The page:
Reduced-volume bottle cases

bekuplast Flaschenkästen
Cross-section of the redesigned, stackable bottle cases (Picture: © bekuplast GmbH)

When it comes to stacking the current crates and bottle cases, a lot of space is left in between. The available transport and storage volumes, for both empty and full containers, could be put to significantly better use. Tim Siebels, from the Office for Logistics Research in Dortmund, presents a new development that utilizes the narrower bottleneck diameter for optimized packing density.

Improved packing density thanks to innovative crates

Transporting empty containers within reusable processes in beverage logistics is often associated with increased process costs and negative environmental impacts. For example, this takes the form of the unnecessary consumption of natural resources and avoidable CO2 emissions.

To counteract these problems, the Office for Logistics Research, headquartered in Dortmund, has designed the patented, reduced-volume bottle cases. These are currently being brought to market-readiness in collaboration with industrial partner and plastic injection molding specialists bekuplast GmbH, headquartered in Ringe (Lower Saxony). This innovative stacking arrangement and construction method, when compared to existing bottle cases, makes it possible to transport and store significantly more bottles and cases per EUR-pallet. Furthermore, process and resource efficiency can be increased for the user, while simultaneously reducing the greenhouse gas emissions resulting from beverage transport.

The previous state of technology

In previous years, reusable plastic crate development hardly ever focused on volume optimization within logistical processes. Occasional exceptions presented solutions in this area, such as in 2016 with the pro-K award-winning “Kubi-Kasten”, or the “Trays” for returning empty containers developed to increase reusable processes’ efficiency in beverage logistics. However, the fundamental advantage of optimized packing density for these products only applies when the crates or “trays” are empty.

Solution in the form of deep-stacked bottle cases

For the first time, the novel volume-optimized bottle case concept now enables improved packing density, even when the crates are full. This is achieved by using an offset arrangement of the bottle compartments.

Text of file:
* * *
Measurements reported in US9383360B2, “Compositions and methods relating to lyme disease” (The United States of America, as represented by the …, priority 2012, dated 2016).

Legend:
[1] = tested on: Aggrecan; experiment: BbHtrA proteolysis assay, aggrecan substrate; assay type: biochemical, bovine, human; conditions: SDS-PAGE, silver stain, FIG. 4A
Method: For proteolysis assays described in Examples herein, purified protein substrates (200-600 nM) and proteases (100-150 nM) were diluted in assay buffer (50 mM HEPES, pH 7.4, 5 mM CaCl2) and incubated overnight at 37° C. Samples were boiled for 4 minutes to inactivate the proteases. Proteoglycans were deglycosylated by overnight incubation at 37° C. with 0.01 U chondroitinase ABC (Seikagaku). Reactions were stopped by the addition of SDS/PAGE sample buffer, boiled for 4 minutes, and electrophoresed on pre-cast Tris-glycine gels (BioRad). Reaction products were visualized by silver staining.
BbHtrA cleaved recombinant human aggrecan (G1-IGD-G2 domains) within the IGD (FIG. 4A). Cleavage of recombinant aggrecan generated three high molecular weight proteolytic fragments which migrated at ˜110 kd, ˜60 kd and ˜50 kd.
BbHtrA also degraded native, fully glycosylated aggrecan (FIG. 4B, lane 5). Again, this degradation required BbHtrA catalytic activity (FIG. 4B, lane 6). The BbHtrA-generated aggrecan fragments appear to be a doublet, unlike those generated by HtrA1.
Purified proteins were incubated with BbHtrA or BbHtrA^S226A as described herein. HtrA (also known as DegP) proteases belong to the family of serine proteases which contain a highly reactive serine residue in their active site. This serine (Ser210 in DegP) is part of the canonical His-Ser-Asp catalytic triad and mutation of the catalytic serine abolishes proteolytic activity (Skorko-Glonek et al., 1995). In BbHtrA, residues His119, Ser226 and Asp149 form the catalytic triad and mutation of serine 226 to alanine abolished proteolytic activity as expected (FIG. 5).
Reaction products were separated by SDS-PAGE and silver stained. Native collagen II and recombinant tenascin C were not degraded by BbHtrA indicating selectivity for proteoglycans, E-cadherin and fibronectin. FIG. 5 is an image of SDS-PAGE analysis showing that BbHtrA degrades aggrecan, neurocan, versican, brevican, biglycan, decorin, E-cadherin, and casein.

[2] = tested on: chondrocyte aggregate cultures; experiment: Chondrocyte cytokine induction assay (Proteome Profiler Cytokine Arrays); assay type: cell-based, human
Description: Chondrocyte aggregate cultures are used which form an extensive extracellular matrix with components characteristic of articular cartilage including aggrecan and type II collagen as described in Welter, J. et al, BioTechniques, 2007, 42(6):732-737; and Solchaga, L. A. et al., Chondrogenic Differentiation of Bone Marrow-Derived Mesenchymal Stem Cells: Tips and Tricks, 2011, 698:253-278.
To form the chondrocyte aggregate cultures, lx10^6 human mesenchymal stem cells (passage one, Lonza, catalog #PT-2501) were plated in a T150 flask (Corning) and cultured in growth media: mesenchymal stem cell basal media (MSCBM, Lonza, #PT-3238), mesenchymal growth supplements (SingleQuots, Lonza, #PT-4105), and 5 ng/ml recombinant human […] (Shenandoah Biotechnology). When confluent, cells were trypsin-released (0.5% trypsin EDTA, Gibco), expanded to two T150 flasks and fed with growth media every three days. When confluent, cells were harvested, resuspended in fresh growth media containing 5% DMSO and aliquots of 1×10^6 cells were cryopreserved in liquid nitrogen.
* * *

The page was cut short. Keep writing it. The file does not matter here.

Therefore, the lower-case bottlenecks can be slipped or nested into the spaces between the bottles in the upper case, as demonstrated in the image above. The upper case stands on the partition and, if desired, on the side walls as well. The achievable “nesting depth” when using 0.33-liter longneck bottles with a full crate is approximately 97 millimeters. While a nesting depth of as much as approximately 121 millimeters can be achieved by turning the crate 180 degrees beforehand when empty.

Promising potential for optimization

Improvement for full-bottle cases

In most cases, conventional crates that hold 0.33-liter longneck bottles have external dimensions of no more than 400 x 300 x 270 mm (length x width x height). A EUR-pallet can hold five stacked layers, with eight crates per layer and 24 bottles per crate. In other words, each pallet can hold 40 crates and a total of 960 bottles.

To achieve the desired volume optimization, the number of bottles per crate (based on 0.33-liter longneck bottles) must be reduced from 24 to 20 bottles. However, the 97 millimeter nesting depth allows an increase of the number of stacked layers per EUR-pallet – with the same stacking height – from the previous five layers to the now seven stacked layers.

In other words, this fundamentally improves the packing density per EUR-pallet when compared to existing bottle cases. And in numbers, this means 56 cases or 1,120 bottles per EUR-pallet.

That is an improvement of 40 percent in relation to the number of cases, and approximately 17 percent for the number of bottles.

Packdichte bekuplast Flaschenkästen
Conventional and redesigned cases stacked next to each other on a pallet illustrate the improved packaging density (Picture: © bekuplast)